Jo Dezutter and Kathleen Delva met in 1989. Jo graduated in 1991 at the hotel school Ter Groene Poorte in Bruges and in 1994 he began Restaurant Den Heerd in Damme together with his wife Kathleen.
In 2002 the house next-door to the restaurant came up for sale and this was the perfect opportunity to expand into a hotel. However, the building plans they submitted were refused. Jo and Kathleen's ambition to have a hotel remained and they began searching for another building. After a few months they discovered ‘Hotel Montanus' in the centre of Bruges - and it was love at first sight.
LAUNCH OF HOTEL MONTANUS
In March 2008 the paperwork was in order and the new adventure could begin. Jo remained in Damme and ran the restaurant, while Kathleen ran the hotel in Bruges. However, commuting between Damme and Bruges became a challenge both for them and for their clients, especially due to the problem of parking. Sadly, in 2012, they decided to leave the town of Damme, moving the restaurant next-door to the hotel in Bruges.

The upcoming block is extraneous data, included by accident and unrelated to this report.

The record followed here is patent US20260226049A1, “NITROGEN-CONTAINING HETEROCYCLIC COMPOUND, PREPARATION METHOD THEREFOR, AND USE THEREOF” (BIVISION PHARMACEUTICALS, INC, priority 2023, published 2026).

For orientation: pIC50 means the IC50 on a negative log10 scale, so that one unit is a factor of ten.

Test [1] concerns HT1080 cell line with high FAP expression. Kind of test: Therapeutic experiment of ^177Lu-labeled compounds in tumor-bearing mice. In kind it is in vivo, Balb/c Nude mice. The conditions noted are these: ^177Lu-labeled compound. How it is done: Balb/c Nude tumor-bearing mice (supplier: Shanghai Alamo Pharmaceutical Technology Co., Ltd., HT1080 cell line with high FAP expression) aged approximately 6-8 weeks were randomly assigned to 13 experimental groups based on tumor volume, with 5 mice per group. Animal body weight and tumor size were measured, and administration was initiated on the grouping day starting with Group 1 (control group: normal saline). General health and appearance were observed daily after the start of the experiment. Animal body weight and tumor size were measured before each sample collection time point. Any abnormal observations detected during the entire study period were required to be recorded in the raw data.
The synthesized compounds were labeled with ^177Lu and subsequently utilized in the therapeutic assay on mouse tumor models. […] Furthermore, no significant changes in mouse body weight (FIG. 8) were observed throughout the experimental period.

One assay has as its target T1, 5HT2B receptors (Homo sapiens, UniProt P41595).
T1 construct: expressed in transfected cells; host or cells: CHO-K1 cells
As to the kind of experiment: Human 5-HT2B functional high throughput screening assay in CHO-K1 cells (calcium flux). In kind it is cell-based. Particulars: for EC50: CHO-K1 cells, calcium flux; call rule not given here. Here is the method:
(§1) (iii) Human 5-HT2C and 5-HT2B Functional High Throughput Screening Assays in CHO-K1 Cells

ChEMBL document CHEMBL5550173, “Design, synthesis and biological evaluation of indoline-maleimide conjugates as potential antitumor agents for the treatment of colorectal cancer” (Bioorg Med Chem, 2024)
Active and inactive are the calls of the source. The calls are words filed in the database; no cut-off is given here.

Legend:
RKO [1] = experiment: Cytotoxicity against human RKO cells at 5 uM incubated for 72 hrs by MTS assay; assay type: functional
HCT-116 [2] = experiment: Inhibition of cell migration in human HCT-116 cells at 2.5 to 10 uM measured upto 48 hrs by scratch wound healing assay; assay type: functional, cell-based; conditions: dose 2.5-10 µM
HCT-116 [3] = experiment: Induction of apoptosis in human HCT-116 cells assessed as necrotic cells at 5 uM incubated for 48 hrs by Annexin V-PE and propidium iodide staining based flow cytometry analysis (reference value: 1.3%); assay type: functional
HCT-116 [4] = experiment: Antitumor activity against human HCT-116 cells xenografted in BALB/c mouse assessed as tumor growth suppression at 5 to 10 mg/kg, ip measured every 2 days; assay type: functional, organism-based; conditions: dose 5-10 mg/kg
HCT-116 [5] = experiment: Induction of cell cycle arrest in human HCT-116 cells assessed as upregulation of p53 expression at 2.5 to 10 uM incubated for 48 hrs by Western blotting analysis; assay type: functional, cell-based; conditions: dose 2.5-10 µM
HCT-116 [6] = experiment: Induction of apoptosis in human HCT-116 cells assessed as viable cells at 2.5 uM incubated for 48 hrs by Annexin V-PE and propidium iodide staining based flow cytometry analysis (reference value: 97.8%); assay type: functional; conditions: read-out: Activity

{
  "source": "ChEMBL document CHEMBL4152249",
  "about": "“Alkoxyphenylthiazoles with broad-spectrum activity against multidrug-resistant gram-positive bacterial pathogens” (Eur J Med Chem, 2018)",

HOTEL AND RESTAURANT
The two names ‘Montanus’ and ‘Den Heerd’ were kept and the two complemented each other beautifully. Loyal clients from Damme kept coming and the restaurant turned out to be a huge bonus for hotel guests. These can now park easily along the street or in one of the two large public car parks located nearby.
THE NAME MONTANUS
A physician from Bruges, Thomas Vanden Berghe, or in Latin 'Montanus', was highly regarded after taking fast action against the plague epidemic in the period 1665-1667.
Jan Pelsers, who developed the property in the Nieuwe Gentweg between the years 1566 and 1575, was taken on as a doctor by the city to tackle the plague. He was a so-called "Roodemeester", meaning Red Master. He died in 1580, and probably of the plague.
His successor, Father Melchior de Messin, gave his red plague stick to the statue of Mary of the Seven Sorrows in the Church of St. Salvator, where it can still be found today, hanging on the hand of the statue.
Originally the noble family de Schieter de Lophem resided in the stately main building, built in 19th century empire style. The building was divided up in 1913. House number 76 became Hotel Christophe and number 78 became the private residence of the late mayor Frank Van Acker (1929 - 1992). In 1998 the dividing walls between the buildings were demolished and the building was restored to its former shape.